Governor's May Budget Revision Leaves Some Adult Educators and Assembly Members Concerned
Posted on 05/23/2013
In what the Association of California School Administrators (ACSA) is calling "a dramatic turn of events," California Governor Jerry Brown has dropped a proposal to shift responsibility for adult education from K-12 school districts to community colleges, at least temporarily. In his May Budget Revision he instead proposed that regional consortia, made up of community colleges and school districts, determine the future of adult education. Adult educators generally support such coordination efforts, but the plan's details has some of them concerned.
For the upcoming 2013-14 fiscal year the revised budget proposes $30 million to be used for planning and implementation of the regional corsortia. In 2015-16 adult education is to be allocated $500 million to fund schools jointly operated by regional consortia of community colleges and school districts. Of this amount, $350 must be apportioned to existing adult education programs. This means that over the next two years the status quo will be retained for adult education. There is no dedicated funding stream proposed in the Governor's new budget proposal, but in order to receive future funding, school districts must maintain their current level of spending for adult education.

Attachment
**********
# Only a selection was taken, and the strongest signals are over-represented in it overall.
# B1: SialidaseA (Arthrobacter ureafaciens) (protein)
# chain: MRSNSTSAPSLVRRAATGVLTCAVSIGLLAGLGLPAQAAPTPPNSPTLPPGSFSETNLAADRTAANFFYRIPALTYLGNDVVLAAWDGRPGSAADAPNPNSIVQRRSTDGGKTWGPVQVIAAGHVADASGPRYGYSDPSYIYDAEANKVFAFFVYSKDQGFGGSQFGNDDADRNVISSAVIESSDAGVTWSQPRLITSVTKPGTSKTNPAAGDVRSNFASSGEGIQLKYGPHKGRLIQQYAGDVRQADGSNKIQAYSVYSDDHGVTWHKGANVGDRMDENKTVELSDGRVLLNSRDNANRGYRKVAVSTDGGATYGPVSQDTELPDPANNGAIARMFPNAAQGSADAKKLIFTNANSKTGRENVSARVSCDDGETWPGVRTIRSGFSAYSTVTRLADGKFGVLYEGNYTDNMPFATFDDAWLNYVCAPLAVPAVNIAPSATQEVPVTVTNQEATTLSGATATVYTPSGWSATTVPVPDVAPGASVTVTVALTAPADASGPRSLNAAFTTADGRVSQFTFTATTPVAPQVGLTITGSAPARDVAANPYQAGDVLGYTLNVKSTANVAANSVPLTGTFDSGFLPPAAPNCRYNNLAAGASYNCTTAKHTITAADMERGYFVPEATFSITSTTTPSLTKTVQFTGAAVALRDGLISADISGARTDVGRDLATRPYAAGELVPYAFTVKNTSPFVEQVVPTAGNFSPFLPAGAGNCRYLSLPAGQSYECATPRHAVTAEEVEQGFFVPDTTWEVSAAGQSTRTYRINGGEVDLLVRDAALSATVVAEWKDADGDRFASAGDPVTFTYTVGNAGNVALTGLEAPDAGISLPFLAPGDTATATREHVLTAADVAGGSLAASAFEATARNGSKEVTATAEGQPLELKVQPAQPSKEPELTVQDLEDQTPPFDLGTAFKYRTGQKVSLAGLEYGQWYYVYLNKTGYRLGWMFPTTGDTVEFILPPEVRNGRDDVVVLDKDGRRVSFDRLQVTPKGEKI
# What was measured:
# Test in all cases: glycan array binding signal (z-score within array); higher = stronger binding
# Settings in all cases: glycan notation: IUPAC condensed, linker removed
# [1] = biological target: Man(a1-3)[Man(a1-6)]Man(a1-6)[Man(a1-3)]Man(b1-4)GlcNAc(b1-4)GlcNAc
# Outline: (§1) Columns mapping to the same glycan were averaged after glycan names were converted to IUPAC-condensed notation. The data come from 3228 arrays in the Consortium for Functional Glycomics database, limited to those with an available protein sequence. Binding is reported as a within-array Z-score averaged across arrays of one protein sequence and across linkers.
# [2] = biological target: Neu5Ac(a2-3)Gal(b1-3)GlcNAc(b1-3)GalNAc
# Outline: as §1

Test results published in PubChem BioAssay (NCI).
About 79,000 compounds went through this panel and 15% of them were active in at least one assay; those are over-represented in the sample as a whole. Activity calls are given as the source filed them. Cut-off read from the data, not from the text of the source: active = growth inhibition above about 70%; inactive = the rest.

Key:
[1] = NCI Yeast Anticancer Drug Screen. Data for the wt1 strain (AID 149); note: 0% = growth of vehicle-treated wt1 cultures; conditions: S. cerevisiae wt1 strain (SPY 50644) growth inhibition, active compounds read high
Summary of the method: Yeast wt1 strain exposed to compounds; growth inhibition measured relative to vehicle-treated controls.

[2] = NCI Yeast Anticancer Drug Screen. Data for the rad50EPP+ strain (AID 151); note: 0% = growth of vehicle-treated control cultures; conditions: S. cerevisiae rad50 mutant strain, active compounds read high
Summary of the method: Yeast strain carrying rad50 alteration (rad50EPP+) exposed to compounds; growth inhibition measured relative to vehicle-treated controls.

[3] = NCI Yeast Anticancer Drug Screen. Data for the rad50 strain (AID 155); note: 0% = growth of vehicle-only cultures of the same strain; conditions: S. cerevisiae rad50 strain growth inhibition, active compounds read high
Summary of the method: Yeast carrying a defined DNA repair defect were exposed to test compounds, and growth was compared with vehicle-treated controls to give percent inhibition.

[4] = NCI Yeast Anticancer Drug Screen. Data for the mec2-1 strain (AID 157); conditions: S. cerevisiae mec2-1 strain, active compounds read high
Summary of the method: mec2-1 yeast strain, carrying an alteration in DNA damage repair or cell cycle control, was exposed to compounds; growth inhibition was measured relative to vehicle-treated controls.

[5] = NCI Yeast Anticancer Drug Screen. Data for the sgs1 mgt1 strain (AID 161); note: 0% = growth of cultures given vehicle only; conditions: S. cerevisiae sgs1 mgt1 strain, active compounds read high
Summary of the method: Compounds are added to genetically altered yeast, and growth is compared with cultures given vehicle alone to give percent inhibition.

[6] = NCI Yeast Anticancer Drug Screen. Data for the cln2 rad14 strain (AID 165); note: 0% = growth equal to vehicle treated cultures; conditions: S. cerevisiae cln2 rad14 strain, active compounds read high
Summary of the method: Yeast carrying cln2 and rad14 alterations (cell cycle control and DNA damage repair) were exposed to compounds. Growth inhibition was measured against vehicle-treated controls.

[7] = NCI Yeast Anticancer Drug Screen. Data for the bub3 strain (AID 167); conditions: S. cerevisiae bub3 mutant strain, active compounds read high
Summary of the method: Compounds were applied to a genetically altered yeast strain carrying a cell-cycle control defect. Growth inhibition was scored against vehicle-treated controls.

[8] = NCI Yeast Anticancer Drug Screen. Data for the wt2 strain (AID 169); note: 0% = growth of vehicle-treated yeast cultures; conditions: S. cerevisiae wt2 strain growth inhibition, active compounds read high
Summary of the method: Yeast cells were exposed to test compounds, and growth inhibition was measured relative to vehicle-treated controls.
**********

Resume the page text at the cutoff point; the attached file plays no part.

Chris Nelson, president of the California Council for Adult Education (CCAE) said, "It appears that the $300 million that the governor proposed for next year earmarked for adult education to go to the community college system is no longer in the budget."
According to Dawn Koepke, a lobbyist for CCAE, many school districts do not want to fund adult ed without a dedicated funding stream. "School districts like Oakland are prepared to sweep the remaining adult education dollars in full to backfill their K-12 programs," she said in an e-mail. "As such, this proposal does nothing to ensure that the once fifth largest adult education program in the state is maintained – particularly with the increasing need for English as a Second Language and citizenship programs under the proposed federal immigration reform plan."
Since Koepke's remarks, CCAE has reported via Twitter that the "Oakland school board voted to maintain adulted investment."
"I don't believe the May Revise addresses the viability of adult education in California," said Assemblywoman Susan Bonilla, D-Concord, chair of the Assembly subcommittee on education. "We need to do that. We need to have dedicated funding for the next two years." Bonilla added that while discussions between school districts and community colleges on the future of adult education should be encouraged, "there's no reason to rush to prescribing action in this year's budget."
Assembly Education Committee Chair Joan Buchanan, D-San Ramon, says the status quo approach is better than Brown's original proposal, but without a dedicated funding stream, "I think adult education advocates should [be] worried."
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